A skilled gardener can intuit how much water tomatoes and carrots need, but precisely quantifying a plant’s actual water use can be tricky.
Although the measurement is critical for understanding how ecosystems are affected by drought, development or climate change, there is no easy way for scientists to verify estimates of water use. Right now, scientists have to use expensive, bulky laboratory equipment to analyze samples and directly track how much water plants are using. But if recent Princeton graduate Ida Posner’s senior thesis project works the way she hopes, that could all change.
Posner (BSE ’12) has developed a technique to simplify and reduce the cost of water vapor measurements. For her senior thesis project, Posner built a small, cylindrical device that could lead the way for scientists to quickly and efficiently measure plant water use.
Working in the Engineering Quadrangle’s hydrology lab, Posner was part of Professor Kelly Caylor’s research team looking for better ways to measure the water use in an ecosystem.
“There is an urgent need for better guidance regarding the management of water for use in dry-land agriculture and the response of rangelands to rainfall variability in semiarid regions,” said Caylor, assistant professor of civil and environmental engineering and director of the Princeton EcoHydrology Lab. “Any advice or additional insight to these issues depends critically on being able to routinely and accurately characterize the water use of plants.”
To track how much water plants use, the researchers measure isotopes present in water vapor emitted by a plant — a process called transpiration. The proportion of isotopes, variations of elements determined by the number of neutrons in an atom, is affected by how the water vapor formed.
“The isotopic signature of water gives it a fingerprint that you can use to trace water through the ecosystem,” Posner said.
Water vapor created by plants through transpiration has a distinct isotope composition, but this measure is often skewed by organic contaminants that are emitted by the plants. It’s possible to remove or account for these contaminants, but that requires laboratory equipment unsuitable for field use. Posner’s task was to create a cheap and practical filter to remove these chemicals without disturbing the sample.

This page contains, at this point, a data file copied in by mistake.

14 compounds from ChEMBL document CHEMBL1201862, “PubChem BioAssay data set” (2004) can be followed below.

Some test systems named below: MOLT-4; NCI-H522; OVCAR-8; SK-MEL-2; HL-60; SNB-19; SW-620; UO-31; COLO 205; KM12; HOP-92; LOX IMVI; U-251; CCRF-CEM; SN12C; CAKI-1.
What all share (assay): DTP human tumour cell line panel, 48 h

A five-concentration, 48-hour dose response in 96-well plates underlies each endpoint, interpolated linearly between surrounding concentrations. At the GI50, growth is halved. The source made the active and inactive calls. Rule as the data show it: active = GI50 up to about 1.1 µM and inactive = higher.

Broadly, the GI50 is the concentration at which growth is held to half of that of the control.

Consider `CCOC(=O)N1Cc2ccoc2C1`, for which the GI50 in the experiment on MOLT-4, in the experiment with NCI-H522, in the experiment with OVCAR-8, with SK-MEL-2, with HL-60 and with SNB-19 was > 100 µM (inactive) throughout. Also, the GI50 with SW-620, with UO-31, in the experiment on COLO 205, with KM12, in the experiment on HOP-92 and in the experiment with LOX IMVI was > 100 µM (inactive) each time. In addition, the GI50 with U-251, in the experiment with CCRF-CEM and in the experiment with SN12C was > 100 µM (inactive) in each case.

In testing her device, Posner first extracted water from a basil plant in Caylor’s Princeton laboratory by mashing up a sample and freeze-drying the water. (Another of Caylor’s students, Alice Suh (BSE ’12), worked on a special clamp that can directly collect emitted water vapor. Suh, also a civil and environmental engineering major, developed the device as part of her senior thesis project as well.)
Posner then had to remove the impurities without damaging the sample. To do that, she made a special filter that operates like a car’s catalytic converter. Essentially, she took a 5-inch stainless steel pipe and filled it with aluminum pellets coated with a thin layer of platinum. She attached air hoses at both ends of the pipe so she could stream the water vapor through. The platinum breaks down the organic contaminants, which then remain inside the pipe. The vapor emerges from the other end ready for analysis. In the field, Posner’s pipe assembly would be attached to a suitcase-sized device that measures the isotopes.
Caylor said if Posner’s technique works “we will be able to quickly and routinely assess the isotopic composition of plant water use in field settings.”
Currently, laboratory approaches for removing the contamiants that skew the test are not suitable for field use. “So Ida is really working on a silver bullet — a method of removing contaminants that can be used either in the field or in the lab.”